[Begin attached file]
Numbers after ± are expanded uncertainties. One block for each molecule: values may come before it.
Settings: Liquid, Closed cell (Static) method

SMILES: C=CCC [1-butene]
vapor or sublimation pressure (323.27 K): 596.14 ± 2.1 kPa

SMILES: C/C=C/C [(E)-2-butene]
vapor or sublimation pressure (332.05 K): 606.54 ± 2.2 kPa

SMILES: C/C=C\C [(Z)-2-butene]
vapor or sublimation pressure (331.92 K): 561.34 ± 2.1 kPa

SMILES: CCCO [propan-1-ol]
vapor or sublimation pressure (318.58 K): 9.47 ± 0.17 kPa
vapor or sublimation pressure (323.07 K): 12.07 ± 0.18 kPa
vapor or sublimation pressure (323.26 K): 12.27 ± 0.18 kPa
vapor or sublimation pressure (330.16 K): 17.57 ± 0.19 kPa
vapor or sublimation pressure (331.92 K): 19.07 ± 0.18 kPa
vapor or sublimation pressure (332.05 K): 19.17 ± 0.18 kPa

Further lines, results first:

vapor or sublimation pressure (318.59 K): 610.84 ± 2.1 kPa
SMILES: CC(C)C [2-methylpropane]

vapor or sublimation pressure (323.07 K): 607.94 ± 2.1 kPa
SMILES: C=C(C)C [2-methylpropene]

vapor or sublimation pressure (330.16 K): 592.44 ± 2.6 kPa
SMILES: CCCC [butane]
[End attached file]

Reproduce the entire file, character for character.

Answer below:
Numbers after ± are expanded uncertainties. One block for each molecule: values may come before it.
Settings: Liquid, Closed cell (Static) method

SMILES: C=CCC [1-butene]
vapor or sublimation pressure (323.27 K): 596.14 ± 2.1 kPa

SMILES: C/C=C/C [(E)-2-butene]
vapor or sublimation pressure (332.05 K): 606.54 ± 2.2 kPa

SMILES: C/C=C\C [(Z)-2-butene]
vapor or sublimation pressure (331.92 K): 561.34 ± 2.1 kPa

SMILES: CCCO [propan-1-ol]
vapor or sublimation pressure (318.58 K): 9.47 ± 0.17 kPa
vapor or sublimation pressure (323.07 K): 12.07 ± 0.18 kPa
vapor or sublimation pressure (323.26 K): 12.27 ± 0.18 kPa
vapor or sublimation pressure (330.16 K): 17.57 ± 0.19 kPa
vapor or sublimation pressure (331.92 K): 19.07 ± 0.18 kPa
vapor or sublimation pressure (332.05 K): 19.17 ± 0.18 kPa

Further lines, results first:

vapor or sublimation pressure (318.59 K): 610.84 ± 2.1 kPa
SMILES: CC(C)C [2-methylpropane]

vapor or sublimation pressure (323.07 K): 607.94 ± 2.1 kPa
SMILES: C=C(C)C [2-methylpropene]

vapor or sublimation pressure (330.16 K): 592.44 ± 2.6 kPa
SMILES: CCCC [butane]